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Head tossing...not accepting bit


Recently, I was given two older Arab mares. I have always had Quarter Horses that I bought fully trained. These Arabs were pets and not ever ridden. The woman told me that they were both broke to ride, but when I went to bridle the younger one she fought me and once I got her bridled tossed her head quite a bit. The bit they told me to use was a pretty severe curb bit. I think this was too harsh for her. Now that they are mine to train, how should I go about re-training her to accept the bit (without fearing the pain)?? Any advice would be appreciated.

Thanks, Sarah

RESPONSE

Hi Sarah,

Thank you for your care and concern for your new horses. I advocate snaffle bits are they are the least severe for your horse. I would take the horses back to the basics of their training. If you have a small paddock or round pen, begin to lunge the horses to get them to stop on command. Once they lunge and stop well, ride in the paddock in a rope halter (preferably a rope training halter), with a lead rope tied up like a rein, and begin to retain the horses to stop on voice command and light lifting of the lead rope. This works and will retrain your horses for a light stop. It means not riding the trails for a while. But it will pay off big time in the future.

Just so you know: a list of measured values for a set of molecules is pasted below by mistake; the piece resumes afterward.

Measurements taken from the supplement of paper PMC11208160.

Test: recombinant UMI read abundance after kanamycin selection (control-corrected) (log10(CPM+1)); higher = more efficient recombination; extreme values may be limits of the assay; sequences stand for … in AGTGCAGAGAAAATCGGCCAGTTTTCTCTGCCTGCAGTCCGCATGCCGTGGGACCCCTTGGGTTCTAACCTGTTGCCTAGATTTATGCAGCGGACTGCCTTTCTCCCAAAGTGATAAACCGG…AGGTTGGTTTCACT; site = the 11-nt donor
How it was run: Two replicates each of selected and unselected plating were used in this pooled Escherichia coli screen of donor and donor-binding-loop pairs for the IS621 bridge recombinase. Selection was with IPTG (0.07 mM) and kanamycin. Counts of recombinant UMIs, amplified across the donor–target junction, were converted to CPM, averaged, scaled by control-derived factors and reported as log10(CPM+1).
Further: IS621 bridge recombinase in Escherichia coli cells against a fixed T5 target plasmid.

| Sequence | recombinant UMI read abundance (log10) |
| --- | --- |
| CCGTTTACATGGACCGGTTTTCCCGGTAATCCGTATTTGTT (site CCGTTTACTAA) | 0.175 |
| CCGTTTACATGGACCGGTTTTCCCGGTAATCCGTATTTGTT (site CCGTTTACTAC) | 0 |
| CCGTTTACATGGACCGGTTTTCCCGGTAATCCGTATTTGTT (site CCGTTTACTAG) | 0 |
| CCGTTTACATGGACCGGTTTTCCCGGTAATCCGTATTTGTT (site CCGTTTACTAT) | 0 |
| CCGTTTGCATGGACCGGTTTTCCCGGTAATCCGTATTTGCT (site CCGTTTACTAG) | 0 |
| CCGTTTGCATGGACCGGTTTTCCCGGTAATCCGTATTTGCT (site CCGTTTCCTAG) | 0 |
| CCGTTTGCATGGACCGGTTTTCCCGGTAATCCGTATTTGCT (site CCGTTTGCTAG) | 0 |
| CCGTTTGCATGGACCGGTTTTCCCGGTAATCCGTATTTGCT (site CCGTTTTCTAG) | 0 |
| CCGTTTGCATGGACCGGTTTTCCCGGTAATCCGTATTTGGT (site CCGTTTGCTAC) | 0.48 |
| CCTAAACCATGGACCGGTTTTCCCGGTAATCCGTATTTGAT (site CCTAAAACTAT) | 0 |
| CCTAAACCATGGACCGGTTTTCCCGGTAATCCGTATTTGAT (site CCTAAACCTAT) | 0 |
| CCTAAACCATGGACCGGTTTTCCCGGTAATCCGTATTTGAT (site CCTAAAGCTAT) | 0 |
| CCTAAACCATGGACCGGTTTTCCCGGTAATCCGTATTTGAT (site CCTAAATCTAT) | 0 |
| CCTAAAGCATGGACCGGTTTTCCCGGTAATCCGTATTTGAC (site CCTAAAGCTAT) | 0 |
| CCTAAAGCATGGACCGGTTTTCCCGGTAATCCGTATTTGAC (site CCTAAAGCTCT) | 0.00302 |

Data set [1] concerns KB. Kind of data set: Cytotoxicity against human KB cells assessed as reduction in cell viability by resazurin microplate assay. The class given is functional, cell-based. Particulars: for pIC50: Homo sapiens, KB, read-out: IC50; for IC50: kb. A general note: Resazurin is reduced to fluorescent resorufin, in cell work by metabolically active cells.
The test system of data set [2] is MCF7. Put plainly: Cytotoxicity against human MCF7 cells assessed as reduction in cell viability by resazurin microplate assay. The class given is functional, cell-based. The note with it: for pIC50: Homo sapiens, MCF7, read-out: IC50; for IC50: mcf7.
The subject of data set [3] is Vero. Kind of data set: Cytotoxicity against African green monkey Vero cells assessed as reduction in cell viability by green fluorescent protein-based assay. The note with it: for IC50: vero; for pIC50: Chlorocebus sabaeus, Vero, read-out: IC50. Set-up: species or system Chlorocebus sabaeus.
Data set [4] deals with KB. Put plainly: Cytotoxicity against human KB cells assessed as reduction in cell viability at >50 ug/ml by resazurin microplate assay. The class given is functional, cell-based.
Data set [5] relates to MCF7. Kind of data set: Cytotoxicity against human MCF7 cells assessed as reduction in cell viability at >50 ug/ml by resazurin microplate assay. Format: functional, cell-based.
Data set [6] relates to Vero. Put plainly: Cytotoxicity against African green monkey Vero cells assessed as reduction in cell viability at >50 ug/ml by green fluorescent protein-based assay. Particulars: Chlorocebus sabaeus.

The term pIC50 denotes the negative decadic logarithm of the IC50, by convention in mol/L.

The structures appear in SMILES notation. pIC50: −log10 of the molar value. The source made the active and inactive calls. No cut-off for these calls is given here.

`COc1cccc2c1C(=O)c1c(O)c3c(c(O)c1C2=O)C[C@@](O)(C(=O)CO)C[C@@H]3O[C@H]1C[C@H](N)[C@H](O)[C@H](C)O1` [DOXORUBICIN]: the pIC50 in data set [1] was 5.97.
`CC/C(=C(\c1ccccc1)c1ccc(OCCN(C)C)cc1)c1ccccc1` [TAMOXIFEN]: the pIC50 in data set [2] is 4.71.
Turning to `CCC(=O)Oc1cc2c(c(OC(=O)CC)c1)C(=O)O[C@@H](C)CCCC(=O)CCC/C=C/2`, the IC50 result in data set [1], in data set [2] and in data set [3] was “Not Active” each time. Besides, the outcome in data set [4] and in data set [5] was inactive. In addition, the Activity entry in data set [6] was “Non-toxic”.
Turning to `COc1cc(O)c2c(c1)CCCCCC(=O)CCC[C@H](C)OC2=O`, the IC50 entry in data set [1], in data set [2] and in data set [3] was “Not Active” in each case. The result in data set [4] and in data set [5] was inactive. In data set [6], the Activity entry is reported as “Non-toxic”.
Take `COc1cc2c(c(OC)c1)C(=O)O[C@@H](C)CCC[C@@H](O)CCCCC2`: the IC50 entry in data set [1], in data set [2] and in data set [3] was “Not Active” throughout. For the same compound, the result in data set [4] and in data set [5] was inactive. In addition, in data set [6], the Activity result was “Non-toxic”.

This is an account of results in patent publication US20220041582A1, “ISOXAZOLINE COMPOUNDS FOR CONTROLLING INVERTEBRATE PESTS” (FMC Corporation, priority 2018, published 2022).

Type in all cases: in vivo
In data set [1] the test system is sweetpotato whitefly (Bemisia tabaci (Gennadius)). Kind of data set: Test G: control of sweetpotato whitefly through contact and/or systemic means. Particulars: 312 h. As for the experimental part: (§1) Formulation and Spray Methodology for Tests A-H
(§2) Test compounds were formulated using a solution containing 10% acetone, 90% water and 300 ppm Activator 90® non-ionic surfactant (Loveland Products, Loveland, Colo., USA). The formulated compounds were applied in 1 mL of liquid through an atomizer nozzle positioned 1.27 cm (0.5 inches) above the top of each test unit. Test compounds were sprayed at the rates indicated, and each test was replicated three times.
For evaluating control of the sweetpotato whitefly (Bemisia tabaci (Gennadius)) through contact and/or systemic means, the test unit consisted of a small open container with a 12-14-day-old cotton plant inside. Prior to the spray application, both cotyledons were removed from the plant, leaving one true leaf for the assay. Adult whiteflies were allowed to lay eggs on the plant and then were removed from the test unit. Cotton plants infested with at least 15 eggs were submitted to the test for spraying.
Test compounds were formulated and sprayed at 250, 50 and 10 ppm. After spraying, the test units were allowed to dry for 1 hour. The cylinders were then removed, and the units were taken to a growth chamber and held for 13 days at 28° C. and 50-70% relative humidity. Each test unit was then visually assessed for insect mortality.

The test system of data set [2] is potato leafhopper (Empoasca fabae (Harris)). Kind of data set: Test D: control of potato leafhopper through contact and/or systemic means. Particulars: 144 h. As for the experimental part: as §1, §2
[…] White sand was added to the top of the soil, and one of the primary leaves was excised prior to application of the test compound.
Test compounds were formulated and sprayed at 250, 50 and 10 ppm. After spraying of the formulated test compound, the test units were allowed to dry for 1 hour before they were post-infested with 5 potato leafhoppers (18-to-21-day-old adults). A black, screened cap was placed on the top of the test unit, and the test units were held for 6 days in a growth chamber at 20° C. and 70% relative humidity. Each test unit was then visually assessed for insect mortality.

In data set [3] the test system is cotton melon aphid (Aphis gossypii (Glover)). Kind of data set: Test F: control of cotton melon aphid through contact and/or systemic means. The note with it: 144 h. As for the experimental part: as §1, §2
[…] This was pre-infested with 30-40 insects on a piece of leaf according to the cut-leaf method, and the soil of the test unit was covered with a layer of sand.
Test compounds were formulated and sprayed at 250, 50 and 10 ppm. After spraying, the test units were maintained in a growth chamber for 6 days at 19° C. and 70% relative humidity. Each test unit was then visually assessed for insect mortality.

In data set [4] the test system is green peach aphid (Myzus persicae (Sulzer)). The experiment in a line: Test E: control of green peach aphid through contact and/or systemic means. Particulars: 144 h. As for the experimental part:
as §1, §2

So many folks email me with questions about how to get their horses to stop better, to accept a bridle, to correct head tossing, etc. Usually they think they need heavier restraint, tie downs and severe bits etc. Actually, what is called for is to get the horse used to stopping without a bit in his mouth (i.e. with halter and lead rope). Then I suggest going to a snaffle. Many folks just keep riding in a halter and lead rope as they can tell their horses love it, the horse stops easily and the horse's general attitude is quite nice around head gear and its mouth.

Thanks for your question and good luck. Please keep me posted.

Sincerely, Franklin

P.S. I forgot to mention that you should have a veterinarian check your horses mouth before you try anything else to be certain there is no problem with the horse’s teeth making it uncomfortable or in pain. Ruling out that the horse needs dental work should always be the first thing looked at when evaluating a bridling problem. I am sorry I didn't mention this sooner.

Please do this soon. Sincerely, Franklin

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